2014 General Assembly in Victoria

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2003 General Assembly in Vancouver

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A report by Chris Gainor, President, Victoria Centre

Victoria Centre members attending the GAThe Vancouver Centre hosted a successful General Assembly on the July 1st holiday weekend (June 28-July 1, 2003) that included celebrations of the 100th anniversary of the RASC's Royal designation.

More than a dozen Victoria Centre members crossed the Strait of Georgia to take part in the activities, which included a cruise around the Vancouver waterfront, a tour of the six-meter liquid mirror telescope in Maple Ridge, and an excellent line-up of talks on astronomy.

Prior to the GA, the council of the Victoria Centre gave its support to the World Spectra Heritage project of Victoria astronomers Frank Younger and Elizabeth Griffin. This project seeks to save threatened spectrograms that were recorded on glass plates in the decades before CCD imagers replaced them.

Griffin spoke to GA delegates at the end of the national annual general meeting, and National Council later supported Victoria Centre national council rep David Lee's motion to have the national historical committee look into supporting the project.

Attendees at the meeting got a solid dose of astronomy. During the cruise around Vancouver, David Levy spoke about the early influences that led him to become a well-known popularizer of astronomy. Hardy souls who stayed up past two that night were rewarded with a view of Mars through his telescope.

Victoria Centre members enjoying the cruiseEric Dunn and David Dodge gave hilarious and insightful talks about their lives in astronomy in the Vancouver area and on trips to chase eclipses, and Alan Dyer entertained participants in the GA banquet with scores of beautiful astrophotos. David Levy and Jack Newton also gave workshops on astrophotography and observing, and Jack and Alice Newton caught up with their many friends from Victoria.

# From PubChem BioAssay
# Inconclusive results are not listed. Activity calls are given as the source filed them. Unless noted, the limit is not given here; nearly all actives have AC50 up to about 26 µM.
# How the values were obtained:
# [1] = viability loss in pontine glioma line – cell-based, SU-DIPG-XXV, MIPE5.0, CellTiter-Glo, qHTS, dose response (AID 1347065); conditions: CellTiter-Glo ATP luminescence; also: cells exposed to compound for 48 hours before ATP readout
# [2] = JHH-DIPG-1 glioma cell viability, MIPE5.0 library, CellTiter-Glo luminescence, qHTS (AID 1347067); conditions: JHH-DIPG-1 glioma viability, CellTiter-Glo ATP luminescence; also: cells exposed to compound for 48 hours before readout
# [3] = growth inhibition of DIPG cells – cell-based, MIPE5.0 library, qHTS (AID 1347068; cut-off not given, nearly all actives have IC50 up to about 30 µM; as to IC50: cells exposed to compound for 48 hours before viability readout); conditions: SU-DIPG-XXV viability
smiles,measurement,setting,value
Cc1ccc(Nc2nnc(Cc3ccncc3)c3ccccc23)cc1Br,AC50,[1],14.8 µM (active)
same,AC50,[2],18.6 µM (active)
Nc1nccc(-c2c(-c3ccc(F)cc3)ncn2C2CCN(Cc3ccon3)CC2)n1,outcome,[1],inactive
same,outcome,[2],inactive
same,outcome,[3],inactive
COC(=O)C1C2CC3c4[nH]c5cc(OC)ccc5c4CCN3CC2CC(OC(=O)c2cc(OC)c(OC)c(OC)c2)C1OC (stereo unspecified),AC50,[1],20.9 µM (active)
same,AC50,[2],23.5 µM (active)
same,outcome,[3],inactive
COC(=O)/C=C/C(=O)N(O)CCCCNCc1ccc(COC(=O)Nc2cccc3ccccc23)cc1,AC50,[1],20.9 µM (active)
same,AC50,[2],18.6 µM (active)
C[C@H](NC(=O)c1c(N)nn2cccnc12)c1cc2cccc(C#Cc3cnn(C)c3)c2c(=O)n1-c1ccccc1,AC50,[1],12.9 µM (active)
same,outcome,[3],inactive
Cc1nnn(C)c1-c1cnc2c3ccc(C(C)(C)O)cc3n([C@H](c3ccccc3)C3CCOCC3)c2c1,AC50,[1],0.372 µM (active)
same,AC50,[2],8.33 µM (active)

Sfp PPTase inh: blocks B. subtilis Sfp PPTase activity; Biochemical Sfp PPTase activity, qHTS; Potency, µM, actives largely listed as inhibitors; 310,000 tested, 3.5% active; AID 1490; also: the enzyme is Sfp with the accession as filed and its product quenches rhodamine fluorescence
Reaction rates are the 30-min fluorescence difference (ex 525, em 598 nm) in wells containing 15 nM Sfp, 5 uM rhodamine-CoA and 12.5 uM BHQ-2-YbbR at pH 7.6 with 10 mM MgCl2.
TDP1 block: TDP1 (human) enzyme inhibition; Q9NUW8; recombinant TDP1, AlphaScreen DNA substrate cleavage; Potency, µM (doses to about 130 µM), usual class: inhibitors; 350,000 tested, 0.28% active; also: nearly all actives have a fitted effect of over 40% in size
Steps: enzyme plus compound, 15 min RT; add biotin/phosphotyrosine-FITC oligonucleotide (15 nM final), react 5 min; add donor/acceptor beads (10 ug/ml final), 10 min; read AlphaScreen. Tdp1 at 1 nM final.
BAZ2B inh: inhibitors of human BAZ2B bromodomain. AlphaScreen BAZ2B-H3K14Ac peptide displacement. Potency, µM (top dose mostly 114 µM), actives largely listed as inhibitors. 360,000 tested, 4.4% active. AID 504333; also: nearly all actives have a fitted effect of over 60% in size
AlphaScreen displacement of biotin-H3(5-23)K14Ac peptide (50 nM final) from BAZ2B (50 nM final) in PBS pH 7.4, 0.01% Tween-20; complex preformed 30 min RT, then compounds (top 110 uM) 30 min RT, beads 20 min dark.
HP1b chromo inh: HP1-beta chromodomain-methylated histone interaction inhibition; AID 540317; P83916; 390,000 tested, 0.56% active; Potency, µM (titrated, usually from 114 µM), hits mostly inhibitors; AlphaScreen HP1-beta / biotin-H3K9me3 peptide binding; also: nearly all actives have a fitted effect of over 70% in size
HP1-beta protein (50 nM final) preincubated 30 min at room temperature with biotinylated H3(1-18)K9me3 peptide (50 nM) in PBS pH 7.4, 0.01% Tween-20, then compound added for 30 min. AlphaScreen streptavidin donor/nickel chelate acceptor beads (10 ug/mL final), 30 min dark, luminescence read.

Astronomer Gordon Walker, who now lives in Victoria, gave the Ruth Northcott Memorial Lecture on the subject of discoveries about the nature of the universe arising from astronomical spectra. Pal Virag came from the Island to give his excellent presentation on Canada in Space.

Another distinguished visitor from Victoria was B.C. Lieutenant-Governor Iona Campagnolo, whose talk highlighted the royal centenary celebration. While not an active astronomer, Campagnolo proved to the crowd that she has more than the average layperson's knowledge of what goes on in the skies. [Lieutenant Governor's website] Her talk was followed by a historical lecture by former national president Peter Broughton, and a performance by Chinese dancers.

Some observing took place at the University of B.C. observatory, and on the last day of the GA, delegates went to Maple Ridge to inspect the Vancouver Centre's Canadian Amateur Research Observatory, which is used to search for novae, and UBC's six-meter liquid mirror telescope.

Next year's GA will take place in St. John's Newfoundland, but the 2005 GA will take place in B.C. when the Okanagan Centre hosts delegates in Kelowna.


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Last updated: December 12, 2013

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